By Melissa Davlin, Idaho Reports
Idaho counties with the highest rates of COVID-19 vaccination so far are some of Idaho’s wealthiest, while the counties with the lowest rates have significant Hispanic populations, according to data released Tuesday by the Idaho Department of Health and Welfare.
But it’s hard to tell exactly who in those counties has received the vaccine because IDHW is not tracking the ethnicity or other demographic information of those vaccinated.
On Tuesday, the Idaho Department of Health and Welfare released county-by-county vaccination rates. Without demographic information, those county rates, coupled with Census figures and other data sets, give a bit of insight, albeit imperfect, into who is receiving the COVID-19 vaccine, and who isn’t.
One takeaway: Many of the counties with the highest vaccination rates also have the lowest percentage of residents who are living in poverty. On Friday, Blaine County had one of the highest vaccination rates in Idaho, with 13.3 percent of residents vaccinated. Blaine also has the lowest percentage of residents living in poverty, at 7 percent.
Several of the counties with low vaccination rates also have a high Hispanic population. In Owyhee County, where 26.6 percent of residents are Hispanic, just 3.9 percent are vaccinated. In Clark County, 4.8 percent of residents are vaccinated, and 42 percent are Hispanic.
In Valley County, 16.1 percent of its residents had received at least one dose of the vaccine on Friday, the highest in the state. Just 8.4 percent live in poverty, the third lowest in Idaho, and only 4.4 percent of residents are Hispanic. Camas and Ada counties are also in the top five most vaccinated, and are also on the top ten list of lowest poverty rates. Each reports a Hispanic population of less than 10 percent.
The correlation isn’t exact — Teton County has the second lowest poverty rate, but has a comparatively low percentage of vaccinated residents. And of course, correlation isn’t the same as causation. But overall, the more vaccinated residents a county in Idaho has, the fewer residents tend to live in poverty. The more Hispanic residents a county has, the fewer tend to be vaccinated.
Elsewhere in the nation, disparities in vaccine distribution are well documented. White people are twice as likely to be vaccinated as Black and Hispanic people in 14 states that track race and ethnicity in vaccine recipients, according to a CNN analysis.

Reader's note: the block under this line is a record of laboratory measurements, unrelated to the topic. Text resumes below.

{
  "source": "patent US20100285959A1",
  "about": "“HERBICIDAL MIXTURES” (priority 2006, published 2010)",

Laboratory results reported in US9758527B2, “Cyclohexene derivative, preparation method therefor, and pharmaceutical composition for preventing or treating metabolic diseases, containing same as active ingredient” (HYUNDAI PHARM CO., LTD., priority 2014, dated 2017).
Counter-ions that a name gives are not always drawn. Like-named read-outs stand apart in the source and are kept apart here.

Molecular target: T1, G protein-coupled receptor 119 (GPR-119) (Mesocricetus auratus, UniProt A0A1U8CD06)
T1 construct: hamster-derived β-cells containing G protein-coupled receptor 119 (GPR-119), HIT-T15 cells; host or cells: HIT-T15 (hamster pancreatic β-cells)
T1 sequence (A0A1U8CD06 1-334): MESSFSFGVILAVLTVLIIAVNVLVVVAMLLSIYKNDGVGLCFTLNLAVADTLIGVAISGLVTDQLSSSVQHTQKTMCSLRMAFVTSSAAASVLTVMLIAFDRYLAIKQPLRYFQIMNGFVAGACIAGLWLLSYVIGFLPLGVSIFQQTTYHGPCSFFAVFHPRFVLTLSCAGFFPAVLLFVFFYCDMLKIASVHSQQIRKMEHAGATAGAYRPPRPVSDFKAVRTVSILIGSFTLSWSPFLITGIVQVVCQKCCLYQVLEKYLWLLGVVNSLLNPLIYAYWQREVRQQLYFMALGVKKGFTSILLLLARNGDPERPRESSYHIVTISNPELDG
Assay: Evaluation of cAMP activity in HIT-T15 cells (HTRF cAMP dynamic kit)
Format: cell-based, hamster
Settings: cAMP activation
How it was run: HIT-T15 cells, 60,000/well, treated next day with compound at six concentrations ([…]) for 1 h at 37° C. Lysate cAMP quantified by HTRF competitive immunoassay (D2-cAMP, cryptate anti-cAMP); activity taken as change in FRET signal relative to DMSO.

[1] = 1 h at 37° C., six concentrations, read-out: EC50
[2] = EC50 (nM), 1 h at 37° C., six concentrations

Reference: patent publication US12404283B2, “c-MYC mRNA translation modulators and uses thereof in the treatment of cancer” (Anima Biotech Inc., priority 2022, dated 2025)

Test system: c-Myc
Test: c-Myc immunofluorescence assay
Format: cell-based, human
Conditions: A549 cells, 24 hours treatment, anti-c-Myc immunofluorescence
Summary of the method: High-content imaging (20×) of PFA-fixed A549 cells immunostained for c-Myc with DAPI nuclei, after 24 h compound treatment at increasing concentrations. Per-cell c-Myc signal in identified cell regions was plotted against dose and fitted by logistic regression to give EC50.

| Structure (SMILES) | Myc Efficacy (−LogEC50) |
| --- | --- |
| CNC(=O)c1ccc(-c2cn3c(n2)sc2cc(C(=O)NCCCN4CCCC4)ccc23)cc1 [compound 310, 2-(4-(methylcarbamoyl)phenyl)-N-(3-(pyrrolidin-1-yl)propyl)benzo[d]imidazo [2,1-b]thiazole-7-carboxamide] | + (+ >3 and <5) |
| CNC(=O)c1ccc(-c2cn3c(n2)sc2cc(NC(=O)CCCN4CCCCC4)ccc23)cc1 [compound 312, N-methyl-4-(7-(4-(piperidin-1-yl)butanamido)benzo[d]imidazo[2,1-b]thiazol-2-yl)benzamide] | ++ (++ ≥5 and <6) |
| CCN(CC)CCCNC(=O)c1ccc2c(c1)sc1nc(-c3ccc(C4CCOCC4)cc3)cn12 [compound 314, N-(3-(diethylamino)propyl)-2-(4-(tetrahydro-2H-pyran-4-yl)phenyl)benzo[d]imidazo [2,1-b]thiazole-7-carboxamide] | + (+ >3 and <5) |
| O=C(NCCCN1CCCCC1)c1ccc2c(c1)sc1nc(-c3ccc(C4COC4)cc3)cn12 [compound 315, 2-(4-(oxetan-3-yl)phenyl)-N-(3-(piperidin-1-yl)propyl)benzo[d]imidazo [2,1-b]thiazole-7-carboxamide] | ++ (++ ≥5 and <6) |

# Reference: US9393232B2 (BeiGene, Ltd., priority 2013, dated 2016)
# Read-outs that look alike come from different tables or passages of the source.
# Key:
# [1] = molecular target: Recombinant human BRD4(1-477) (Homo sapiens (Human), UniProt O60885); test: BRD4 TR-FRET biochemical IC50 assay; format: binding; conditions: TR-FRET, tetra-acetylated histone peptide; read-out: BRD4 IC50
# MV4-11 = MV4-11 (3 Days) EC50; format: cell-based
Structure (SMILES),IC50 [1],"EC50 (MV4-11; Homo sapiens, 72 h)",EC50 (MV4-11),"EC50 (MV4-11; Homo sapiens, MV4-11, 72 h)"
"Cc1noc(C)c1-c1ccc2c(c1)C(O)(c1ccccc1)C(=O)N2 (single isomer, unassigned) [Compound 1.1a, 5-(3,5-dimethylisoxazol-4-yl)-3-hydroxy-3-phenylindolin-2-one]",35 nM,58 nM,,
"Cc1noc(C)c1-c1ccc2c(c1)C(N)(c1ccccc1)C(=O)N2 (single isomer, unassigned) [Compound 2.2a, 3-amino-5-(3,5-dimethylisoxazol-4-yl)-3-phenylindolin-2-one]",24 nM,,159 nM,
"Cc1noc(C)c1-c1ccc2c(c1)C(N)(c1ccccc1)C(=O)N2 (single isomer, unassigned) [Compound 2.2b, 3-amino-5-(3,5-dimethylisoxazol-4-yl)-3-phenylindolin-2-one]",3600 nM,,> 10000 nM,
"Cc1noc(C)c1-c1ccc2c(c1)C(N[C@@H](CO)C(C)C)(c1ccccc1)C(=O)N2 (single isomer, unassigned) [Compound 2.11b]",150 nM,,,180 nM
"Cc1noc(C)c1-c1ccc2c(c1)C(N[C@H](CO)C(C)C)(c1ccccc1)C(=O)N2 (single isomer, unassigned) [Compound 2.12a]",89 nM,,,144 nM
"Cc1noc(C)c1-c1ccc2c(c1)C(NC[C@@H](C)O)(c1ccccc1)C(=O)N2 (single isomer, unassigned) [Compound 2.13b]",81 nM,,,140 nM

In late January, Idaho Department of Health and Welfare officials said they were legally prohibited from collecting that demographic information, but after reporting from Idaho Reports and the Idaho Statesman, IDHW Director Dave Jeppesen said that wasn’t the case after all.
“After further investigation, it became clear that the Idaho statute does not prohibit (IDHW) from gathering that information,” Jeppesen said during a Tuesday media briefing on vaccine distribution. However, “there is no statutory authority for the department or health care providers to mandate that patients provide race and ethnicity information. It’s optional for patients to provide this information.”
Until Monday, only Idahoans in long-term care facilities and in certain occupations, such as school employees and health care workers, could get vaccinated. Idaho Reports couldn’t find information on how many health care workers and K-12 employees live in each county, but did obtain information on the number of schools and how many workers are employed at each hospital in communities across the state. Nothing in those data sets fully explained or lined up with the disparities between the vaccination rates in some counties.
Public health districts received an allotment of doses based on population, Jeppesen said, but it wasn’t clear how those doses were doled out to residents of certain counties.
The disparities are most stark in Public Health District 5. While Blaine and Camas are in the top five most vaccinated counties, Lincoln County, immediately to the south, reported just 2.9 percent of its residents are vaccinated on Friday. That’s the lowest in the state. Lincoln County’s population is 29 percent Hispanic, according to the Idaho Commission on Hispanic Affairs.
Though the state doesn’t have widespread demographic data on vaccine recipients, Jeppesen said IDHW’s priority is equal access, regardless of race, wealth, or geographic location. Now that Idaho is vaccinating the general population older than 65, access issues may become more apparent — especially as some of those Idahoans may not have reliable Internet to make appointments, or transportation to health care clinics, or the English language fluency to find relevant information.
“That’s the place we’re going to have to be extra diligent,” Jeppesen said.
Devon Downey contributed to this report.